As airlines add more flights, the hustle and bustle grow at U.S. airports. After more than two years of challenges due to concerns regarding COVID-19, carriers and airports gain some sense of normalcy
This also means job security for the thousands of airport ground crew workers, including baggage handlers. However, this group has a physically strenuous job, carrying, lifting, pushing and loading the bags of passengers, every hour and every day.
The work can prove painful and lead to musculoskeletal injuries, including back pain. All that time spent lifting baggage that weigh as much as 75 pounds, pushing carts stocked with luggage takes a toll on a body. And do not forget the stress.
Adding up the lengthy time doing this, workers may suffer occupational diseases, which are directly tied to their working conditions, thus qualifying for workers’ compensation claims.
The causes of the injuries faced by baggage handlers include:
- Overexertion: Lifting heavy objects and constant bending may lead to the more common injuries to the neck, shoulders, lower back and knees. Damage to tendons and ligaments also are possible. Finally, hernias and nerve damage may surface as well.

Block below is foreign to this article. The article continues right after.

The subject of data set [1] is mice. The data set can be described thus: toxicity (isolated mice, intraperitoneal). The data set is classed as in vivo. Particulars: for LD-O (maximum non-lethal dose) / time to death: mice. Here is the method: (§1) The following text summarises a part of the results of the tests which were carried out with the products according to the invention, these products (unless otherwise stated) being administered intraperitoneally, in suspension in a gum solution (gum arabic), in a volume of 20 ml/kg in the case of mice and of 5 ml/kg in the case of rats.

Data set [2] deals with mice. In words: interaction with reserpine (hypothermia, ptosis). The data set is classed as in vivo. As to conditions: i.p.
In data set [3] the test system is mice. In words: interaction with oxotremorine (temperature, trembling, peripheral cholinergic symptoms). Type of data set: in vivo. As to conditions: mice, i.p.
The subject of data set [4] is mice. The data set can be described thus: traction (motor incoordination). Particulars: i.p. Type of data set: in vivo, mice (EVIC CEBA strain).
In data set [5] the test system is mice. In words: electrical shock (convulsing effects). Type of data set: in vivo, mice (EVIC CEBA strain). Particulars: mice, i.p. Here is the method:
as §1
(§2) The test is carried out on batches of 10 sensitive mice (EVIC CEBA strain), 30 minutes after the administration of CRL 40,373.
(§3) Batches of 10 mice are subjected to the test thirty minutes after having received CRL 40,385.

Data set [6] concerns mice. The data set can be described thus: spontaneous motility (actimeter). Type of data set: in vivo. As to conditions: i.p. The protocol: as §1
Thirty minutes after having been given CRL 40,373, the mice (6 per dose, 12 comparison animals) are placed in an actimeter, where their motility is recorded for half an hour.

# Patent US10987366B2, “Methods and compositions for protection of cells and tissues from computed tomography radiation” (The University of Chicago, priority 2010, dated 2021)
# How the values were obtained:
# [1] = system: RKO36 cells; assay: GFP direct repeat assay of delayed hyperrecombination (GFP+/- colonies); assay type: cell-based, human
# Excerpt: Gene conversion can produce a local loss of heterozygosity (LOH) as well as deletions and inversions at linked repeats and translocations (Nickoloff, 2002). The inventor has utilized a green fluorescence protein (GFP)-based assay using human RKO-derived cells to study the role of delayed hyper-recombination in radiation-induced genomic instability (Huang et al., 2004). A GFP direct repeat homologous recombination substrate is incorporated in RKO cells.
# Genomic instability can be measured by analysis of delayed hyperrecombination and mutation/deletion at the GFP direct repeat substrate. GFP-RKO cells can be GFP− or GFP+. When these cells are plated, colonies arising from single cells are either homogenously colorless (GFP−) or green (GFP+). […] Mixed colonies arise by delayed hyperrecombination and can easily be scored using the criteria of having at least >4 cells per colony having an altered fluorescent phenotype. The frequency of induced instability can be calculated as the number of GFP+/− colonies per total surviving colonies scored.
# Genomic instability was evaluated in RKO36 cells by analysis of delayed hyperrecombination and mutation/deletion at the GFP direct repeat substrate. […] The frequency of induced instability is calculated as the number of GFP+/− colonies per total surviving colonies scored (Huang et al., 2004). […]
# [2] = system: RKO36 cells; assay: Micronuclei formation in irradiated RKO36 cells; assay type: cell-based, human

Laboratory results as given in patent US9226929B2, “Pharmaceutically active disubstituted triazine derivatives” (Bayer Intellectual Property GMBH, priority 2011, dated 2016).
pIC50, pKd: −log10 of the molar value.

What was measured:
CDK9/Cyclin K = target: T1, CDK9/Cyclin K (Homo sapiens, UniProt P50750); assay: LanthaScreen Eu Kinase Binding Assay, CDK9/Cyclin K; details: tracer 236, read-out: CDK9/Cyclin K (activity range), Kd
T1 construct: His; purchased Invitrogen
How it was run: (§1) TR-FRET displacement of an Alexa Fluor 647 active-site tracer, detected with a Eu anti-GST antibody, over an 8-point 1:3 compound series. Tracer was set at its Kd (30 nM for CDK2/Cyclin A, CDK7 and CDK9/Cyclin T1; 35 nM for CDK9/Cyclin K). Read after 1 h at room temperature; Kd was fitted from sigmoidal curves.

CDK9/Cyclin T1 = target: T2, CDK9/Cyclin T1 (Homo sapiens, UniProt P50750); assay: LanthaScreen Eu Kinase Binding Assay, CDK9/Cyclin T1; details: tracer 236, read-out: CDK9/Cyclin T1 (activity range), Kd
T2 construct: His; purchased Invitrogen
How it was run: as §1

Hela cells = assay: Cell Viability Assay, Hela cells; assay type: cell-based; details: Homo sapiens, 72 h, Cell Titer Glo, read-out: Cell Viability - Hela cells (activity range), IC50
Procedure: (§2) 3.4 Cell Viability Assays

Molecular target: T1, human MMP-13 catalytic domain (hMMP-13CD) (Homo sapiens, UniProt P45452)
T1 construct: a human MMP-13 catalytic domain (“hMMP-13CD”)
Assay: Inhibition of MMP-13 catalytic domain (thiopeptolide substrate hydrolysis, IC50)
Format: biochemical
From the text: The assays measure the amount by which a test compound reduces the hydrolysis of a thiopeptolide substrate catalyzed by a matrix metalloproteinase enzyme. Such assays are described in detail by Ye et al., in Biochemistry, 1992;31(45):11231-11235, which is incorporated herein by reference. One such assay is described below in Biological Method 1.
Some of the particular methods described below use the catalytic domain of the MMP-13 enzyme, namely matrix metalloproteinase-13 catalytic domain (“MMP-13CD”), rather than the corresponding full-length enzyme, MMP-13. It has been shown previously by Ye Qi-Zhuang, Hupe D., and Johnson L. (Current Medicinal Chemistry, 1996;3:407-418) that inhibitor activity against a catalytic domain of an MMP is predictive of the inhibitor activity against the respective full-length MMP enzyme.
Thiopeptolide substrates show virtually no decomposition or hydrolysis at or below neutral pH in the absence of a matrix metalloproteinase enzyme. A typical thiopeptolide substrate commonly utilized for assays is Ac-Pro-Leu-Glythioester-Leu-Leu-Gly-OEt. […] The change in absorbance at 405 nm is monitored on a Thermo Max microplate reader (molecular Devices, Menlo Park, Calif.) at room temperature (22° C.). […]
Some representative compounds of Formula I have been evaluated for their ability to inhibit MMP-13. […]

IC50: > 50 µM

- Repetitive stress: The prolonged hours of doing the same work can cause repetitive stress injuries. The list may include carpal tunnel syndrome, tendonitis and arthritis.
- Slips, trips and falls: Slippery floors remain constant hazards that may lead to a fall. Some workers also may lose their footing when making an improper lift. Fractures, concussions and traumatic brain injuries may be the outcomes.
Remaining alert is crucial for baggage handlers. But their employers also must provide them with proper training to minimize any job hazards they face.
Increased airport activity is a good thing for its workers. But employers must do their best to protect workers such as baggage handlers. Providing them with the right equipment and training goes a long way.